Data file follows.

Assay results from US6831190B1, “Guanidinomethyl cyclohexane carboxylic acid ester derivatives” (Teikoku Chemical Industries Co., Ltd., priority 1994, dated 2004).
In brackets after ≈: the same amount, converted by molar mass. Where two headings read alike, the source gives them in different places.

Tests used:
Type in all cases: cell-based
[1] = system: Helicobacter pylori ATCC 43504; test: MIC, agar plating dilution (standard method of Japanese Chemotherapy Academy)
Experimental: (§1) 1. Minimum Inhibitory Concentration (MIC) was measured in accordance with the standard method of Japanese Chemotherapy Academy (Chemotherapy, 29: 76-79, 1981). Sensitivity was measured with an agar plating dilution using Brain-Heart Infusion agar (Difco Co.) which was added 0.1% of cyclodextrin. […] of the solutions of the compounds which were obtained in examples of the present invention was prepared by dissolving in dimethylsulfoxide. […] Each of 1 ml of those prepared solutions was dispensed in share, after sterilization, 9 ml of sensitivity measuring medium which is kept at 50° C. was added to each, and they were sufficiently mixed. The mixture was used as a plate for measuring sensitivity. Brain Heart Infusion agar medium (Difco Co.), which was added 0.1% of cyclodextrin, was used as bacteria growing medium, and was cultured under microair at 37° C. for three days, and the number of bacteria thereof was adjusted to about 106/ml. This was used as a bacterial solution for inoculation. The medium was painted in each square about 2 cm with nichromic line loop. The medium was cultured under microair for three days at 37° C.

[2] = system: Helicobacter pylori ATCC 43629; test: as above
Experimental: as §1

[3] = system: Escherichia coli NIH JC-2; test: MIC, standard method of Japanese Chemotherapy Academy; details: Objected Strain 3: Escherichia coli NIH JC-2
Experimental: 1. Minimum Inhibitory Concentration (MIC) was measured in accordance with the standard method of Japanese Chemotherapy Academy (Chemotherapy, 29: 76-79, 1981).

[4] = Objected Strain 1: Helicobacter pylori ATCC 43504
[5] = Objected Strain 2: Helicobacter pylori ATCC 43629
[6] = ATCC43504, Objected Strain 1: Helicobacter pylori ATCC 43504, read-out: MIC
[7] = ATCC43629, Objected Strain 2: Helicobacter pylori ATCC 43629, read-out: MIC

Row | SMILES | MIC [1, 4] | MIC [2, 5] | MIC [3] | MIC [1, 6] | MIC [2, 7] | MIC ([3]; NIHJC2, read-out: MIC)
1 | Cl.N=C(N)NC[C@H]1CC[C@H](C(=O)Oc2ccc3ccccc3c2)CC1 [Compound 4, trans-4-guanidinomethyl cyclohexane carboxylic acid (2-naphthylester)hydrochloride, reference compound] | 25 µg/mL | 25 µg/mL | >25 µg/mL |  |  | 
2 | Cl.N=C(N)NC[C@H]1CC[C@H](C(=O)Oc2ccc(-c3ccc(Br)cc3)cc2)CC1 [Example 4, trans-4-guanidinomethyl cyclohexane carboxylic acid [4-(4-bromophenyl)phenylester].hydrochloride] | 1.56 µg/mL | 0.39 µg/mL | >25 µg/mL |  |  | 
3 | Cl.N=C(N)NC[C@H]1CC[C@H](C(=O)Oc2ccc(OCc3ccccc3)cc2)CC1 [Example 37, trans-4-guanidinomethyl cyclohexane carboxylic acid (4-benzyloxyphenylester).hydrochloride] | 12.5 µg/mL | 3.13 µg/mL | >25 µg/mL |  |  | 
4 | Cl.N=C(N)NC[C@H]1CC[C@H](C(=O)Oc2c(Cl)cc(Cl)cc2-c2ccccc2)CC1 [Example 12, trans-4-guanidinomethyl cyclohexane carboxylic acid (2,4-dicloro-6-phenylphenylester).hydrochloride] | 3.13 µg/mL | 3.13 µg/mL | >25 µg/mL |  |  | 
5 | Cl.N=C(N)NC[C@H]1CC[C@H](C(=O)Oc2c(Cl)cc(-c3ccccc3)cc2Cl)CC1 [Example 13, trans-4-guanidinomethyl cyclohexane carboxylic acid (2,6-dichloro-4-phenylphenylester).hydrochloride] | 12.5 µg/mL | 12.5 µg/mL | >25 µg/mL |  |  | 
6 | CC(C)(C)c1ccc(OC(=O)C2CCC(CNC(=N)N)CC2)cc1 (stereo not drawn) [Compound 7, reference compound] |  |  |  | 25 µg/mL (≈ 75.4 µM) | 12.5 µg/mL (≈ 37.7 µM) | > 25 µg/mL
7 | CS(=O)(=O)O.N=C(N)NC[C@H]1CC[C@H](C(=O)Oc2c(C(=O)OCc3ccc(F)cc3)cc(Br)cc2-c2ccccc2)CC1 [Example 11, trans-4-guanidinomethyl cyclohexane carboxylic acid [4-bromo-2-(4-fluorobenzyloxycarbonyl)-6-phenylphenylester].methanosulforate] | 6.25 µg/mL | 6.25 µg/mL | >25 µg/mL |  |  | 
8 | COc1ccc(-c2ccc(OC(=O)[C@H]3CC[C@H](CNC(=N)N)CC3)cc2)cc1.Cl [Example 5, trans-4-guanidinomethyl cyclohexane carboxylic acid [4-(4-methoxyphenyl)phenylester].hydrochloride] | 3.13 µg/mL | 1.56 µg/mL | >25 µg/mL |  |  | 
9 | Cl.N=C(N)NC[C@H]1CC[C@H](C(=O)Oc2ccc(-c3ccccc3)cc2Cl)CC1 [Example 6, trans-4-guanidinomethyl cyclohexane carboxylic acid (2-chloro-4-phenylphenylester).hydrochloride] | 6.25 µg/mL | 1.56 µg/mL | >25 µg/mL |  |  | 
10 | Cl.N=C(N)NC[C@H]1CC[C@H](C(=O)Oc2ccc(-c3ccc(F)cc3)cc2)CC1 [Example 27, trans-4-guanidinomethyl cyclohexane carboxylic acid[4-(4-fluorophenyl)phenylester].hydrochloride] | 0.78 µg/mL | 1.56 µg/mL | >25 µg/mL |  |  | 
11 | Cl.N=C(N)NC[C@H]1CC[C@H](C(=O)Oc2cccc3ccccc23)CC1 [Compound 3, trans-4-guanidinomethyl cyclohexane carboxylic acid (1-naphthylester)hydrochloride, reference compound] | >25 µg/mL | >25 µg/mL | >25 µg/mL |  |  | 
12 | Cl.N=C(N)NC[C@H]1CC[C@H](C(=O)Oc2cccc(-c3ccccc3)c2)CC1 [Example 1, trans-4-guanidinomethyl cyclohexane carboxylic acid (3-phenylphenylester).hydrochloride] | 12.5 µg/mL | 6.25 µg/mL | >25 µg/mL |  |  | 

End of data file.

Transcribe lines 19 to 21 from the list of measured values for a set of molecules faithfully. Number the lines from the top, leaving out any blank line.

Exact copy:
4 | Cl.N=C(N)NC[C@H]1CC[C@H](C(=O)Oc2c(Cl)cc(Cl)cc2-c2ccccc2)CC1 [Example 12, trans-4-guanidinomethyl cyclohexane carboxylic acid (2,4-dicloro-6-phenylphenylester).hydrochloride] | 3.13 µg/mL | 3.13 µg/mL | >25 µg/mL |  |  | 
5 | Cl.N=C(N)NC[C@H]1CC[C@H](C(=O)Oc2c(Cl)cc(-c3ccccc3)cc2Cl)CC1 [Example 13, trans-4-guanidinomethyl cyclohexane carboxylic acid (2,6-dichloro-4-phenylphenylester).hydrochloride] | 12.5 µg/mL | 12.5 µg/mL | >25 µg/mL |  |  | 
6 | CC(C)(C)c1ccc(OC(=O)C2CCC(CNC(=N)N)CC2)cc1 (stereo not drawn) [Compound 7, reference compound] |  |  |  | 25 µg/mL (≈ 75.4 µM) | 12.5 µg/mL (≈ 37.7 µM) | > 25 µg/mL